1. Remove the existing flooring material in the area of the shower pan (if you’re remodeling an existing bathroom). Use a circular saw to cut out and remove the subfloor in the exact dimensions of the shower pan. Finish the cuts with a jigsaw or handsaw.

2. Reinforce the floor with blocking between joists as necessary. Toenail bridge blocking in on either side of the drain waste-pipe location, and between joists anywhere you’ll need a nailing surface along the edges of the shower pan. If trusses or joists are spaced more than 16″ on center, add bridge blocking to adequately support the pan.

3. Set the pan in the opening to make sure it fits and is level. If it is not level, screw shims to the tops of any low joists and check again; repeat if necessary until the pan is perfectly level in all directions.

4. Install or relocate drain pipes as needed. Check with your local building department: if the drain and trap are not accessible from below you may need to have an onsite inspection before you cover up the plumbing.

5. Check the height of the drain pipe. Its top should be exactly 23⁄8″ from the bottom of the pan—measure down from the top of the joist. If the drainpipe is too high, remove it and trim with a tubing cutter. If it is too low, replace the assembly with a new assembly that has a longer tailpiece.

6. Lay a thick bead of construction adhesive along with the contact areas on all joists, nailing surfaces, and blocking.

7. Set the pan in place and screw it down using at least 2 screws along each side. Do not overtighten the screws. If you’ve cut off the screwing flange on one or more sides to accommodate an unusual shape, drill 1⁄8″ pilot holes in the cut edges at joist or blocking locations and drive the screws through the holes.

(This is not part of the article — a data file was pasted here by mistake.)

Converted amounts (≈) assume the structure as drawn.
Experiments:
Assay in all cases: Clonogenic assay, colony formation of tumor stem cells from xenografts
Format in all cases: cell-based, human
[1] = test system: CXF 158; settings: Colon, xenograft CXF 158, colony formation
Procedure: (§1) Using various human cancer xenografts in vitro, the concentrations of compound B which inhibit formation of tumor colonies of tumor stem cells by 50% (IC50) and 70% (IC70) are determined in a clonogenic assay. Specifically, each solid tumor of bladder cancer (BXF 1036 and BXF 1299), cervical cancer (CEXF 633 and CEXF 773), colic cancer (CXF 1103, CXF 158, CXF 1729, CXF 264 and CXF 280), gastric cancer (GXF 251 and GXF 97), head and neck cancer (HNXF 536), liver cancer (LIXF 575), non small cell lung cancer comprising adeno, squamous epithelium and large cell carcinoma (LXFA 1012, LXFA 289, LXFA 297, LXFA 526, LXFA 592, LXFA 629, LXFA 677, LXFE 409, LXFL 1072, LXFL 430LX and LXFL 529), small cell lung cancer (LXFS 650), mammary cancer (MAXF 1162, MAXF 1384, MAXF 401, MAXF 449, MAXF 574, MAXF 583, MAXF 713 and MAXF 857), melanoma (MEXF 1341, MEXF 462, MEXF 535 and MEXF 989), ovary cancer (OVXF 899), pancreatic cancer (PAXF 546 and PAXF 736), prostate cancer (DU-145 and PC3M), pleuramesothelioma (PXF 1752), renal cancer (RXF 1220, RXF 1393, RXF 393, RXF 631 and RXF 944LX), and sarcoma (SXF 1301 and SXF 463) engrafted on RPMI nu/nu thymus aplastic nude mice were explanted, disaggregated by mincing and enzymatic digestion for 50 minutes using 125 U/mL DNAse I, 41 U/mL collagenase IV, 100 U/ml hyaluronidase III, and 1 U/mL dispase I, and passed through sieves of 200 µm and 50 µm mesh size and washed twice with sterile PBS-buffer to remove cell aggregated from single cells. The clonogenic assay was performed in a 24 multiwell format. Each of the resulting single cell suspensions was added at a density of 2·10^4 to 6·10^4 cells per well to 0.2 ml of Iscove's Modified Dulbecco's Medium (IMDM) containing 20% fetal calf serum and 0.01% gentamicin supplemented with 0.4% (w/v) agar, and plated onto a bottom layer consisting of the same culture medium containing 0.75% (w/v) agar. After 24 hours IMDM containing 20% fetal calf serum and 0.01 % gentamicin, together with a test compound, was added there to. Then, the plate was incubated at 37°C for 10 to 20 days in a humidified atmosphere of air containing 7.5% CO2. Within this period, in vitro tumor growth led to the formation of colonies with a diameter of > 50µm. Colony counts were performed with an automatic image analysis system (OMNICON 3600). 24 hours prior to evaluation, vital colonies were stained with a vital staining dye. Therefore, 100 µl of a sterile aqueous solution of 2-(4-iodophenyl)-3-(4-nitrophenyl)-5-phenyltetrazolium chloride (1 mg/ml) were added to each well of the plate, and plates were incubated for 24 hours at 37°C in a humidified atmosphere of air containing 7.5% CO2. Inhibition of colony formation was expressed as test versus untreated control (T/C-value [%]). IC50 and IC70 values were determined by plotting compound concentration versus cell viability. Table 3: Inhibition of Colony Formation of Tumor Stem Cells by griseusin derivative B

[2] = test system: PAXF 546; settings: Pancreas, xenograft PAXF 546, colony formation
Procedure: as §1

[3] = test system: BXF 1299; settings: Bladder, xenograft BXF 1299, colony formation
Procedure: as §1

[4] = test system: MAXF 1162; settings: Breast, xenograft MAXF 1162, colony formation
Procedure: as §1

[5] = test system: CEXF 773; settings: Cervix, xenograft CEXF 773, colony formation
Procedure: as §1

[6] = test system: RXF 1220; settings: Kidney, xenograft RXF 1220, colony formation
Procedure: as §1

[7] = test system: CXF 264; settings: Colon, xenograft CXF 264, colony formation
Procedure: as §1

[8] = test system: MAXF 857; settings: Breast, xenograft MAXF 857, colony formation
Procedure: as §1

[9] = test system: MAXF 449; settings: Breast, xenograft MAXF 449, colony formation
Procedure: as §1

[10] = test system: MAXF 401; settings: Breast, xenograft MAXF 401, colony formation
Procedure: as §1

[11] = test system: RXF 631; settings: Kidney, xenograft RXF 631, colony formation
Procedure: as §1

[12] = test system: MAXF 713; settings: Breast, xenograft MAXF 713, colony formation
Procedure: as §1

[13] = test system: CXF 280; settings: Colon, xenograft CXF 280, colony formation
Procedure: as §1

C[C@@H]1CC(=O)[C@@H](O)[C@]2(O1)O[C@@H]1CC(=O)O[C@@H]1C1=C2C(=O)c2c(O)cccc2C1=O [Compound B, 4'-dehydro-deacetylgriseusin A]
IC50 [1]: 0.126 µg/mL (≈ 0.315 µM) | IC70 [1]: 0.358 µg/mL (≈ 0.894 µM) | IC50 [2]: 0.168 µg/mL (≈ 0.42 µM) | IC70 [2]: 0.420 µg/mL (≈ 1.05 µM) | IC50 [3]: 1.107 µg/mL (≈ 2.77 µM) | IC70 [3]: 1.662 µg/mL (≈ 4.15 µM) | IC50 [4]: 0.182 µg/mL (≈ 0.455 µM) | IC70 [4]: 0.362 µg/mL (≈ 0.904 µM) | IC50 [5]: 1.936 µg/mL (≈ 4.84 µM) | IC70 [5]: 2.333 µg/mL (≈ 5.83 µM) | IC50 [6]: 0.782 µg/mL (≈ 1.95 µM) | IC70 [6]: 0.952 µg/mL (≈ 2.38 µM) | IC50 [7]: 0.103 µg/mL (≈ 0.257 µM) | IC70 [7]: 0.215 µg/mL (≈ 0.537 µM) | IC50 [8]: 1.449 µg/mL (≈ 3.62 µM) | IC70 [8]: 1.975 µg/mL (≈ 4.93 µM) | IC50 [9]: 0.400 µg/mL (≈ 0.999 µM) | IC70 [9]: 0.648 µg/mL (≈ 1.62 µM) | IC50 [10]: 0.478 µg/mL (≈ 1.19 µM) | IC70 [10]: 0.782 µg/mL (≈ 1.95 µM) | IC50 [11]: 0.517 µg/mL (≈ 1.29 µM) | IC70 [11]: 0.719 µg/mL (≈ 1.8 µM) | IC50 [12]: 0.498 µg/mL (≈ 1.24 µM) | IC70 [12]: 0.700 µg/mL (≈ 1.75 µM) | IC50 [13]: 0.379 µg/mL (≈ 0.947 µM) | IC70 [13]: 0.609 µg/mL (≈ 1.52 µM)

8. Disassemble the supplied drain assembly. Be careful not to lose any of the screws. Place the drain tailpiece on the waste pipe under where the pan’s drain hole will be located and measure to check that it sits at the correct level. Solvent-glue the tailpiece to the end of the waste pipe.

9. Position the supplied gaskets on top of the tailpiece (check the manufacturer’s instructions; the gaskets usually need to be layered in the correct order). Set the drain flange piece on top of the tail and into the drain hole in the pan. Drill 1⁄8″ pilot holes through the flange and into the pan. Screw the flange to the pan.

10. Thread the tail top piece into the tail through the drain flange. Use a speed square or other lever, such as spread-channel lock pliers, to snugly tighten the tail top piece in place.

11. Install tile underlayment for the rest of the project area. If the underlayment is higher than the top of the pan once it is installed, you’ll have to sand it to level, gradually tapering away from the pan.

12. Scrape any stickers or other blemishes off the pan with a putty knife. Lightly sand the entire surface of the pan using 120-grit sandpaper to help the sealant adhere. After you’re done sanding, wipe down the sanded pan with a damp sponge. Make sure the entire area is clean.

13. Seal the edge seams at the wall and between the pan and subfloor with waterproof latex sealant. Caulk any pan screw holes that were not used.

14. Cut strips of waterproofing tape to cover all seams in the tile underlayment (both walls and floor). Also, cut strips for the joints where walls and floor meet. Open the pail of liquid waterproofing membrane and mix the liquid thoroughly. Beginning at the top and working down, brush a bed of waterproofing liquid over the seams. Before it dries, set the tape firmly into the waterproofing. Press and smooth the tape. Then brush a layer of waterproofing compound over the tape

15. Trace a hole in the center of the waterproof drain gasket using the bottom of the drain clamping donut. Cut the hole out using scissors. Be careful cutting the gasket because it is a crucial part of the drain waterproofing. Check the fit with the gasket against the underside of the clamping donut top flange.

16. Apply a thin coat of the waterproofing compound around the drain hole and to the back of the drain gasket. Don’t apply too much; if the waterproofing is too thick under the gasket, it may not dry correctly.

17. Put the gasket in place and brush a coat of the waterproofing over the gasket. Screw the clamping donut in place on the top of the drain and over the membrane. Hand-tighten the bolts and then cover the clamping donut with the waterproofing compound (avoid covering the slide lock for the drain grate).